The combination of photoredox catalysis and enamine catalysis has enabled the development of an enantioselective Î±-cyanoalkylation of aldehydes. This synergistic catalysis protocol allows for the coupling of two highly versatile yet orthogonal functionalities, allowing rapid diversification of the oxonitrile products to a wide array of medicinally relevant derivatives and heterocycles. This methodology has also been applied to the total synthesis of the lignan natural product (-)-bursehernin.Â© 2015 WILEY-VCH Verlag GmbH & Co. KGaA, Weinheim.
Selective Radical-Radical Cross-Couplings: Design of a Formal Î²-Mannich Reaction. - Journal of the American Chemical Society
A direct Î²-coupling of cyclic ketones with imines has been accomplished via the synergistic combination of photoredox catalysis and organocatalysis. Transient Î²-enaminyl radicals derived from ketones via enamine and oxidative photoredox catalysis readily combine with persistent Î±-amino radicals in a highly selective hetero radical-radical coupling. This novel pathway to Î³-aminoketones is predicated upon the use of DABCO as both a base and an electron transfer agent. This protocol also formally allows for the direct synthesis of Î²-Mannich products via a chemoselective three-component coupling of aryl aldehydes, amines, and ketones.
Merging Photoredox and Nickel Catalysis: The Direct Synthesis of Ketones by the Decarboxylative Arylation of Î±-Oxo Acids. - Angewandte Chemie (International ed. in English)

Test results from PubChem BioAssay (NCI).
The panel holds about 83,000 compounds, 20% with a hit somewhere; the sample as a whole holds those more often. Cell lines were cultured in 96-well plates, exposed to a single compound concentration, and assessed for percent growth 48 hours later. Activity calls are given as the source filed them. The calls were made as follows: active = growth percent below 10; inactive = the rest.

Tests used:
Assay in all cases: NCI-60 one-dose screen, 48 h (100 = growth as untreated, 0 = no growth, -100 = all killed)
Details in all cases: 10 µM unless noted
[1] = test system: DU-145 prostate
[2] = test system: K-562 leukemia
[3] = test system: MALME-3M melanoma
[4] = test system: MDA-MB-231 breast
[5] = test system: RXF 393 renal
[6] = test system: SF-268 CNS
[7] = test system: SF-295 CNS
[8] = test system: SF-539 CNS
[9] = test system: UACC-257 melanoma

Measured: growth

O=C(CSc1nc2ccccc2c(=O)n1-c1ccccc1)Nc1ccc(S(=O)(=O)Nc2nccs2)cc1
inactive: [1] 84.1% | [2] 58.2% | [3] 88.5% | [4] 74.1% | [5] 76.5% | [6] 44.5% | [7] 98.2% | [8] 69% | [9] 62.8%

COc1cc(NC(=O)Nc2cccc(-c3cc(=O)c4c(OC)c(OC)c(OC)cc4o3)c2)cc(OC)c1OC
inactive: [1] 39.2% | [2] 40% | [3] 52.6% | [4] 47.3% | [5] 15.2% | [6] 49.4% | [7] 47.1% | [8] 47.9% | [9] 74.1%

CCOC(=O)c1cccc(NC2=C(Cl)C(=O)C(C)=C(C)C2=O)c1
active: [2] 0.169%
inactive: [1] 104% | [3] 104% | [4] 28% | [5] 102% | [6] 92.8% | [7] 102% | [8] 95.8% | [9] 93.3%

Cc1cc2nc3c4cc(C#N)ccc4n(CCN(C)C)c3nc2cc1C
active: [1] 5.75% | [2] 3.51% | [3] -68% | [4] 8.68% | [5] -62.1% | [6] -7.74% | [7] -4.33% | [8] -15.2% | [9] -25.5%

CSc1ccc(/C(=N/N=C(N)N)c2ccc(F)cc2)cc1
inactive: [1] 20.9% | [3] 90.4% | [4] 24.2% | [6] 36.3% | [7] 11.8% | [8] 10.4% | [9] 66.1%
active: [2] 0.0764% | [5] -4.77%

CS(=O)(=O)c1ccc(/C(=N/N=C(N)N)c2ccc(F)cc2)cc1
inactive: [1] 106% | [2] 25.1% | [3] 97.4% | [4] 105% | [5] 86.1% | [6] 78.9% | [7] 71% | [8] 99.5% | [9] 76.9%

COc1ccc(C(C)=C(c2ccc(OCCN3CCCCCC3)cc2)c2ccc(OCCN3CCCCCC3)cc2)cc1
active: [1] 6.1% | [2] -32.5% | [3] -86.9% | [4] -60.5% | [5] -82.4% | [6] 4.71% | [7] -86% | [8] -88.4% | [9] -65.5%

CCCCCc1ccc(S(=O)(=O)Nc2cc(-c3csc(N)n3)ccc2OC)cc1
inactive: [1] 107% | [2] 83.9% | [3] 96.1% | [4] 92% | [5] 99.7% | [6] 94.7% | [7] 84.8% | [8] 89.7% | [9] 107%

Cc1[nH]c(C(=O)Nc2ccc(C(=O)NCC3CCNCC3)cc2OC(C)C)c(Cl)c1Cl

The direct decarboxylative arylation of Î±-oxo acids has been achieved by synergistic visible-light-mediated photoredox and nickel catalysis. This method offers rapid entry to aryl and alkyl ketone architectures from simple Î±-oxo acid precursors via an acyl radical intermediate. Significant substrate scope is observed with respect to both the oxo acid and arene coupling partners. This mild decarboxylative arylation can also be utilized to efficiently access medicinal agents, as demonstrated by the rapid synthesis of fenofibrate.Â© 2015 WILEY-VCH Verlag GmbH & Co. KGaA, Weinheim.
Decarboxylative Fluorination of Aliphatic Carboxylic Acids via Photoredox Catalysis. - Journal of the American Chemical Society
The direct conversion of aliphatic carboxylic acids to the corresponding alkyl fluorides has been achieved via visible light-promoted photoredox catalysis. This operationally simple, redox-neutral fluorination method is amenable to a wide variety of carboxylic acids. Photon-induced oxidation of carboxylates leads to the formation of carboxyl radicals, which upon rapid CO2-extrusion and F(â€¢) transfer from a fluorinating reagent yield the desired fluoroalkanes with high efficiency. Experimental evidence indicates that an oxidative quenching pathway is operable in this broadly applicable fluorination protocol.
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170 Morton St Jamaica Plain, MA 02130